Jakoah Brgoch Wins 2020 NSM Junior Faculty Award

Brgoch Recognized for His Outstanding Research

The University of Houston’s College of Natural Sciences and Mathematics awards faculty at the rank of assistant professor the NSM Junior Faculty Award for Excellence in Research every year.

Jakoah Brgoch
Jakoah Brgoch, associate professor of chemistry, is the recipient of NSM’s 2020 Junior Faculty Award for Excellence in Research.

The award was created in 2015 to recognize faculty for their great potential in research and scholarship as shown by the exceptional quality of their contributions.

Jakoah Brgoch, who is now associate professor of chemistry, was nominated by his peers in the college to receive the 2020 award, along with a $5,000 check and plaque.

David Hoffman, chemistry department chair and professor of chemistry, wrote in his nominating letter that Brgoch “is a productive, innovative scientist who has generated exciting research results that have led to numerous high-profile publications and extensive external research funding.”

Brgoch said he is honored to be recognized by his peers for his work.

“It’s amazing to join the ranks of many of my colleagues in our department who have also won the award,” he said. “It’s nice validation to know that what you’re doing is recognized by the college and you’re making an impact outside of your research group and your department.”

Brgoch has won numerous external awards, including a 2018 National Science Foundation CAREER Award, and is a 2020 Alfred P. Sloan Research Fellow in Chemistry. He has published 54 peer-reviewed publications in high-impact journals like Nature Communications and the Journal of the American Chemical Society and garnered more than $1.9 million in external research funding.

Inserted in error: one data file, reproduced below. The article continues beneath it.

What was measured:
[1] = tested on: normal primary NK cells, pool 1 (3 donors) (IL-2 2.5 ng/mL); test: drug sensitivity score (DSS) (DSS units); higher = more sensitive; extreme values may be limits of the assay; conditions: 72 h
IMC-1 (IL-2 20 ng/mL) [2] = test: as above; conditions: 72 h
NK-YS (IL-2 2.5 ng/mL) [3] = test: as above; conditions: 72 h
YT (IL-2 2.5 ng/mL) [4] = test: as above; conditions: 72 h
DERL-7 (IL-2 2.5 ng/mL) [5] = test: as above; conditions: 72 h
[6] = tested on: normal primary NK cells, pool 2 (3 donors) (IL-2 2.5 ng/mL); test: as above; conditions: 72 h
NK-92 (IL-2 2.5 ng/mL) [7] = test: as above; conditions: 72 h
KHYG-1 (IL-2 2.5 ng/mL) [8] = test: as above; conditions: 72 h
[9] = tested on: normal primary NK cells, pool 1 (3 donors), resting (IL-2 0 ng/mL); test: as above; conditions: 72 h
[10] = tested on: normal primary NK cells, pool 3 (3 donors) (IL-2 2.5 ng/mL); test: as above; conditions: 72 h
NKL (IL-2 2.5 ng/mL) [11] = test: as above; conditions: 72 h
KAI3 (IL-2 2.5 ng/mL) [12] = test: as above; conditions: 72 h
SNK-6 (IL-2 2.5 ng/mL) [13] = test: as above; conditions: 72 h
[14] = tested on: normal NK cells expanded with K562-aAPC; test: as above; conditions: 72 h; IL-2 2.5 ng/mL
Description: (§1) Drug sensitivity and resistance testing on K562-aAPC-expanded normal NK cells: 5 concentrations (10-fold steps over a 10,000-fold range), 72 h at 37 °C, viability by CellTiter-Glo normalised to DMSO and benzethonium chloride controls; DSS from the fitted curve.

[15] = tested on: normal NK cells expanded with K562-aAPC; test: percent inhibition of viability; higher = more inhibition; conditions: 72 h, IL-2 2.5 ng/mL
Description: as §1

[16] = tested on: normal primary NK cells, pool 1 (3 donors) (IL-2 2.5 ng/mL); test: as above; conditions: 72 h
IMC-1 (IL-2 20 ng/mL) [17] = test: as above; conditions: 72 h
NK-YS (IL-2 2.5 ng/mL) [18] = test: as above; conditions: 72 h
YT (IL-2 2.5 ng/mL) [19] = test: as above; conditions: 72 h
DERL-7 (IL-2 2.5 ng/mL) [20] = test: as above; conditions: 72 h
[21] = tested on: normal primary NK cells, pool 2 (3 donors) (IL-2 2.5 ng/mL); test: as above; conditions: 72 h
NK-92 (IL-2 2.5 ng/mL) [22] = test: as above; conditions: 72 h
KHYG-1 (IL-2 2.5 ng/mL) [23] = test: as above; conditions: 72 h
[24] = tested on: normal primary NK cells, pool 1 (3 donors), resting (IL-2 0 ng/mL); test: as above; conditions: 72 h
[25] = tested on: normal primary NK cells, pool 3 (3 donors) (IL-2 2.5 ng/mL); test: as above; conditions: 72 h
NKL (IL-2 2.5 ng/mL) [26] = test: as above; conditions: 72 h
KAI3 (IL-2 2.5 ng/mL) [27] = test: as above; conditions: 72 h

He and his research group develop functional inorganic materials. They synthesize new compounds for application, whether that is for energy-efficient LED-based lighting or for superhard materials used in saw blades or drill bits. The group uses a combination of computational modeling to better understand the properties of materials as well as machine learning to predict novel properties or the existence of entirely new compounds.

“I love understanding new materials and the origin of their physical properties, but I also really like to work with the graduate students on research,” Brgoch said. “Being in the lab and figuring out whether what we’re measuring confirms our predictions or not, is exciting. Sometimes, the ‘or not’ part is extremely frustrating, but once you figure it out, there’s significant reward to answering questions you really never thought you would understand.”

A Focus on His Students

The application process for junior faculty award includes the submission of three letters of recommendation from respected individuals outside UH and in the nominee’s field.

One recommender from the University of California, Los Angeles, writes that Brgoch’s productivity as an early career faculty member is “well beyond that of most of his peers at a similar career stage, and together with the impact of his work, clearly demonstrate his potential for continued research excellence.”

Another recommender, from the University of California, Davis writes that Brgoch’s strong theoretical background in combination with experimental techniques allows him to “quickly employ new approaches and his work has expanded the field.”

Brgoch has had tremendous impact on a variety of students as well, especially through mentoring. He collaborates with Houston Community College to sponsor two students to work with him in his labs every summer to learn about LED materials. He has mentored numerous undergraduates at UH as well, for which he was awarded the 2019 Undergraduate Research Mentor Award by the University.

Brgoch also works with younger students. He has mentored high school students through the American Chemical Society-Greater Houston Section’s SEED program and has organized workshops on applying data science to materials chemistry that brought students from across the country to participate in live coding sessions at UH.

As Brgoch looks to the future and thinks about his research goals, he points back to the fact that he wants his students to be well-trained.

“My main goal at the end of every school year is to make sure I’m producing graduate students that not only get jobs but are actively recruited,” he said.

"Really the product of my time at UH will be the quality of student that I taught. My goal is to make sure my students are independent, capable researchers who are well-spoken in terms of their scientific acumen; I try to make sure they are the complete package of a graduate student.”

- Rebeca Trejo, College of Natural Science and Mathematics